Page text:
As of 1997, ATV development was to be completed by 2002. However, during 1998, the Russians and the Europeans clashed over the cost of the project. ESA rejected the price tag tabled by the Russians in exchange for their services, delaying the final agreement on ATV development. To save money, ESA dropped a TV channel from the ATV's docking hardware. As a result, the station crew lost its ability to use the TORU remote control system, to dock the cargo ship to the service module. In September 1998, the Russians and the Europeans finally reached a general agreement on the integration of the ATV into the Russian segment. After a series of additional negotiations, on July 9, 1999, the two sides signed a contract on cooperation in the ATV development.

MBRL communication system

To establish communications between flight control computers onboard the ATV and the Russian segment, the two partners developed a so-called Inter-board Radio Channel, or MBRL. It included RKK Energia-developed antennas and European avionics. RKK Energia originally planned to install most of the MBRL antennas and avionics on the Universal Docking Module and Science and Power Platform within the Russian segment.

However, by 1999, after learning about the dismal funding situation in Russia, ESA officials were convinced that these two Russian modules had no chance of flying before the ATV did. As a result, the partners scrambled to install MBRL avionics and related cables onto the service module, while it was in the final stages of preparation for launch. The Russians still reserved the option of moving this hardware to the Universal Docking Module, if it ever made it to the station. At the same time, the antennas from the MBRL complex were left to spacewalking astronauts to install, after the service module had reached the orbit.

RECS docking and refueling control system

Designers on both sides had to walk another torturous path in the development of the flight control system for Russian equipment onboard the ATV. Known as RECS, this hardware was in charge of all Russian-built docking and refueling systems. According to the original plans, RECS had to be able "to talk" to all main and peripheral flight control computers onboard both the cargo ship and the service module of the station. An alternative "smart" RECS system featuring its own computer was proposed. During 1999, once again the Russians and the Europeans struggled to balance the desirable sophistication of the RECS system and the mounting cost of its development. Only in December 1999, did the two sides generally agreed on the simplified RECS, with no "brain" of its own, but with an avionics box, capable of converting analog parameters.

A motherload of problems

If previous struggles had not been enough, in the second half of 1999, European space officials "surprised" their Russian partners with a requirement for all Russian systems onboard the ATV to withstand the launch loads of the Ariane-5 rocket. As it turned out, Russian hardware was certified for launch only onboard the smaller, gentler Soyuz rocket which exerted several times less loads in some parameters. Early on, a number of Russian officials treated the issue as insignificant and failed to document it properly. Now, ESA demanded from the Russians that they fix the problem at their own expense.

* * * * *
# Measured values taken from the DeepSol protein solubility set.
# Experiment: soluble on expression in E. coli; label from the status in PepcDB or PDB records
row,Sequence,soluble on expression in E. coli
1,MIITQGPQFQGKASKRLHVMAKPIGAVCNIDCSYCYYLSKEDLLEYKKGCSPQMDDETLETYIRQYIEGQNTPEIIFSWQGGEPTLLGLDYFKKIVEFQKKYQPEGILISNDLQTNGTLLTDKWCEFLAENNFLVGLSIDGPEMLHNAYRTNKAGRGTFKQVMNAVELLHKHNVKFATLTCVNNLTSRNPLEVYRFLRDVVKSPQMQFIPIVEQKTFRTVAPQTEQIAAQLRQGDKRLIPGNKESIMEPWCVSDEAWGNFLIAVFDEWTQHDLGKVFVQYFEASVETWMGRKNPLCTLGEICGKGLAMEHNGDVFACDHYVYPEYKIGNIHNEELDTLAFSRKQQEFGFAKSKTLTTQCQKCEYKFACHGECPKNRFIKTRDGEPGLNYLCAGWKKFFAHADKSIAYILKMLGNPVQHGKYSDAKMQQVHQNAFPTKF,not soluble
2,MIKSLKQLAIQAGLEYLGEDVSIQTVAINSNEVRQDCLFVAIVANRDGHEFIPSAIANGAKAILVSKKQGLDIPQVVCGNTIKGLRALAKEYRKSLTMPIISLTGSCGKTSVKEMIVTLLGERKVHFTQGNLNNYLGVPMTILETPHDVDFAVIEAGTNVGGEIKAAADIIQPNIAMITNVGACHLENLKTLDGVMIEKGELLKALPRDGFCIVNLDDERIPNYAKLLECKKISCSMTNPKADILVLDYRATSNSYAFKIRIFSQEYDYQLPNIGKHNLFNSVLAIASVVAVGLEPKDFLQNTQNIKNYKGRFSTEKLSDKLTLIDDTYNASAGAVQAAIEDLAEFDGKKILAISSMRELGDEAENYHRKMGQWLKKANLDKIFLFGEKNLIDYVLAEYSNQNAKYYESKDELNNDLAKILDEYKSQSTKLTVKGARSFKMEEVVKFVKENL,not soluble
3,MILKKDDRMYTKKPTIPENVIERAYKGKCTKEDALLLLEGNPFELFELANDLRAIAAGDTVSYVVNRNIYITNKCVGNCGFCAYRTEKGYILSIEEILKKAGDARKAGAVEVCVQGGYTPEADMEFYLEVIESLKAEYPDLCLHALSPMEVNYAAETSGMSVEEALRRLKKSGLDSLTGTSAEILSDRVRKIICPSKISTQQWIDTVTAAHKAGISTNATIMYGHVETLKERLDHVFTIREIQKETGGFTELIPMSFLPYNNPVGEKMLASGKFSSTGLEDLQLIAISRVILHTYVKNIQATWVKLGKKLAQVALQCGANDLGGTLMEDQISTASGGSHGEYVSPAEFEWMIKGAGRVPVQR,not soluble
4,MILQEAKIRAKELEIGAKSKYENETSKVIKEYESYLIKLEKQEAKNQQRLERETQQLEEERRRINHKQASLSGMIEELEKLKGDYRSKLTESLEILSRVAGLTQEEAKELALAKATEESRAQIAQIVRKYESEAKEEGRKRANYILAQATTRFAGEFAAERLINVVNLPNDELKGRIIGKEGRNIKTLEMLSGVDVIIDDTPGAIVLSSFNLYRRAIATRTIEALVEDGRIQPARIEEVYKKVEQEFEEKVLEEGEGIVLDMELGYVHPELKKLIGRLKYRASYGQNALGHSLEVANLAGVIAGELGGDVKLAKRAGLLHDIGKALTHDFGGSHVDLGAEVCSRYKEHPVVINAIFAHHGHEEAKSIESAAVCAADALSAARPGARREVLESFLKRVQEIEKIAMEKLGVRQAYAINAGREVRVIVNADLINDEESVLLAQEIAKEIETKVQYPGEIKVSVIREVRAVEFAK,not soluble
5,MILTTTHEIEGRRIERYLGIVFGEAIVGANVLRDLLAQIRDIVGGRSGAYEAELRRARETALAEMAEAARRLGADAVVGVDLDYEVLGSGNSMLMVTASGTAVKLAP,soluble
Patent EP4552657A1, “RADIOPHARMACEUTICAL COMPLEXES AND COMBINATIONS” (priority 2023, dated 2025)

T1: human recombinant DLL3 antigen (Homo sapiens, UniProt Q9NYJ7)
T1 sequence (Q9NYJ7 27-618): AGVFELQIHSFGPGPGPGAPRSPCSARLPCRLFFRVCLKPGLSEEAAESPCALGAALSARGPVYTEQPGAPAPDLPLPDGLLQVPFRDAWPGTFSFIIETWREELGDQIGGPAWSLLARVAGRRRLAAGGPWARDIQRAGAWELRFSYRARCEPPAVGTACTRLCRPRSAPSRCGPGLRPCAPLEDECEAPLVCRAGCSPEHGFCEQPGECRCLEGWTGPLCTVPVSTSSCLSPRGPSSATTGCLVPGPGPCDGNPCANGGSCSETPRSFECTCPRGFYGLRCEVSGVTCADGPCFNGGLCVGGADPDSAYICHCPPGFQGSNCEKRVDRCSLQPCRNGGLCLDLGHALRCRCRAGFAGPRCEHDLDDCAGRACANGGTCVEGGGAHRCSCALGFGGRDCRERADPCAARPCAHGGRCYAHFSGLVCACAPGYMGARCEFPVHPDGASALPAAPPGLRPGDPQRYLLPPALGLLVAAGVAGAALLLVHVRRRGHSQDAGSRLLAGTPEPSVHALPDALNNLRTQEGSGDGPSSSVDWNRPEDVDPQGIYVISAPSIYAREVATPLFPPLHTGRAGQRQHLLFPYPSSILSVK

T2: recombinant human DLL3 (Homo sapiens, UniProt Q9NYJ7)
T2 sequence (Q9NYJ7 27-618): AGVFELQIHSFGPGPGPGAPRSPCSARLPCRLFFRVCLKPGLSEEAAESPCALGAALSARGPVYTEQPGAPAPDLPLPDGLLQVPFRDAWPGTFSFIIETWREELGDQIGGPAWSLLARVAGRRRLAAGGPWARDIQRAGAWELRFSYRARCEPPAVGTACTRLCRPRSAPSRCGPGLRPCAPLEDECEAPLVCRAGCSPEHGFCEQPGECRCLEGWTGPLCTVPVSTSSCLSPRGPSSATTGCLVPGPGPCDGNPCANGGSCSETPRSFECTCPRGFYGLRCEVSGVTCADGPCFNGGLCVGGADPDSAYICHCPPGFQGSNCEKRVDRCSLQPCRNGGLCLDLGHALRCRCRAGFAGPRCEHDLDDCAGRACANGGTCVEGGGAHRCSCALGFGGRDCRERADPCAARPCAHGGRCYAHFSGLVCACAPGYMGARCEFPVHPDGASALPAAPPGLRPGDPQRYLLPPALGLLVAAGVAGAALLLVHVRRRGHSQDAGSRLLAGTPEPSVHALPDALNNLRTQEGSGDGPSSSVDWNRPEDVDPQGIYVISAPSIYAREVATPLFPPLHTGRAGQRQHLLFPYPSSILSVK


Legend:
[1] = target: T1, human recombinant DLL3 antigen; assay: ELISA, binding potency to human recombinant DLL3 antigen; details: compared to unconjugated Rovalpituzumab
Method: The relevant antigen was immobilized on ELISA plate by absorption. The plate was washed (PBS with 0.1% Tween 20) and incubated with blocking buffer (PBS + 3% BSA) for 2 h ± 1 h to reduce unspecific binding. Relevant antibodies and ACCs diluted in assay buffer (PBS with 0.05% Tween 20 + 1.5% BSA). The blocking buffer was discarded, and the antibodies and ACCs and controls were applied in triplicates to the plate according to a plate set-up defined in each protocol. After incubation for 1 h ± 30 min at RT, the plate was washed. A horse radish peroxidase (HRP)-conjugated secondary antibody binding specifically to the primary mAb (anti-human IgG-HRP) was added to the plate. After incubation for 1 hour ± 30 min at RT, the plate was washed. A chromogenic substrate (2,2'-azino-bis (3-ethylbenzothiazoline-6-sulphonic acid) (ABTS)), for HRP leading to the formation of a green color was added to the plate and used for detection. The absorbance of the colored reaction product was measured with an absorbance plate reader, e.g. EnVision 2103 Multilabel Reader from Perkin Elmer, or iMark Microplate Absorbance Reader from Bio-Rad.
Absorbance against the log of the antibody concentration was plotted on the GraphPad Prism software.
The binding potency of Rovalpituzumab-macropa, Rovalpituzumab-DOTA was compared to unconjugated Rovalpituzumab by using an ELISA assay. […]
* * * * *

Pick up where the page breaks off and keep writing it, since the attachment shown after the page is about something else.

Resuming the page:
After a series of negotiations between December 1999 and February 2000, the Russians agreed to subject mockups of their ATV hardware to Ariane-5-compatible loads, but at ESA's expense. The cost was initially estimated at almost 0.9 million Euro. However the very first such test conducted in March 2000, caused damage to one element of the propellant line in the refueling system. Additional studies were needed. When the Russians sent the Europeans a six-million Euro estimate for the entire array of tests and resulting upgrades, it caused shock at ESA headquarters. Despite all these disagreements, development work did continue. In May 2000, a series of negotiations on the conditions of future work produced a number of breakthroughs. On July 21, 2000, RKK Energia and the Italian firm Alenia signed a contract for the supply of Russian systems for the ATV vehicle. (164)

Although the development of the ATV vehicle was moving forward, its first launch was dependent on the progress of the space station construction. Designed to support European activities onboard the Columbus laboratory, the ATV remained grounded along with it for years, waiting its turn in the interdependent station assembly schedule.

The ATV program did have its critics, who said the spacecraft was oversized and overpriced comparing to its Russian counterpart -- the Progress cargo ship -- which carried less cargo but could be launched more frequently, thus providing more flexibility to ISS operations. However when in 2004, the US government made a rather abrupt decision to retire the Space Shuttle in 2010, the ATV's lifting muscle suddenly came very handy.


 

The ATV development chronology:

Mid-1980s: Studies of the European cargo ship to support space station start.

1995 October: A ministerial conference in Toulouse, France, officially approved European involvement in the ISS program with the Columbus laboratory and ATV vehicles.

1995: The European Space Agency asked RKK Energia, Russia's prime contractor in the space station project, to evaluate the possibility of using the ATV spacecraft within the Russian segment of the outpost.